The relationship between supermarkets and the brands they stock is a delicate one. By using data from its own direct selling site, GSK is hoping to boost its in-store performance, and I expect more brand owners to do the same.
Because they are the brand’s route to market and the connector between consumers and products, supermarkets appear to have the upper hand.
Not only are they the stockist, supermarkets are also the competition.
Own brand offerings such as Tesco Value and Sainsbury’s Taste the Difference are direct competitors to the FMCG brands they stock.
In effect, in order to ensure shelf space for upcoming NPD, brands are required to reveal their strategy plans to the competition.
In a slightly roundabout way, this brings me to my point about the way GSK is using its own data from direct selling to influence its relationship with retailers.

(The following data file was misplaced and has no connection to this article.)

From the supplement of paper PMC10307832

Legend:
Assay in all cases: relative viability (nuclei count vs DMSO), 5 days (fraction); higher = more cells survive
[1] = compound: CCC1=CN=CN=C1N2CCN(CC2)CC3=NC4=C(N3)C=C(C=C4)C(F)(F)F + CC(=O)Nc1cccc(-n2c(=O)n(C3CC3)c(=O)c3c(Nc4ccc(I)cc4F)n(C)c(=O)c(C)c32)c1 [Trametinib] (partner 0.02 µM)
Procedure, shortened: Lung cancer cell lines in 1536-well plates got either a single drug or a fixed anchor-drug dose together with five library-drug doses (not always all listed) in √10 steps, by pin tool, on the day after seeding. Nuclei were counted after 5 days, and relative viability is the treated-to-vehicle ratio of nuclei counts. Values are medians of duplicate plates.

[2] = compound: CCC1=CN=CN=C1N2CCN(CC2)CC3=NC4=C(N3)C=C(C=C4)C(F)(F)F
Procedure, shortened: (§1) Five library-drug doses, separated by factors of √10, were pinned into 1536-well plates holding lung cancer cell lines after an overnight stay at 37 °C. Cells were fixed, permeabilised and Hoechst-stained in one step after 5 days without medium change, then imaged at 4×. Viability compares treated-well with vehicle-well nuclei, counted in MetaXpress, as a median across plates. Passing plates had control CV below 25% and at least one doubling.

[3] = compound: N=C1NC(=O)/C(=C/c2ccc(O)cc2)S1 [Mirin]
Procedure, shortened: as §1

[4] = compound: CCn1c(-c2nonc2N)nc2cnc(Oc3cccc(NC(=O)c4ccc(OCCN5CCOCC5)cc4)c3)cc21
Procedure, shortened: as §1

The FMCG company launched GSK Direct in September last year. While obviously an ecommerce venture, its main function was to help the company understand shopping behaviours better, improve its marketing and its in-store presence.
GSK has no desire to become an online retailer, but it knows that there is an appetite for both products and information online and so by providing a service to customers that want to buy directly, it is also furnishing itself with real time information about how consumers interact with its products, what they look for and what brands they buy together.
This can go on to inform its retail partners and shape the in-store retail strategy.
While GSK is the first consumer healthcare company to run its own ecommerce operation in the UK, Procter & Gamble has a similar operation in the US and a number of brands have taken to Facebook as an ecommerce arena.
It makes perfect sense for brand owners to become more like retailers, not to usurp traditional retailers or steal away customers but to grow their own understanding and boost performance on both sides.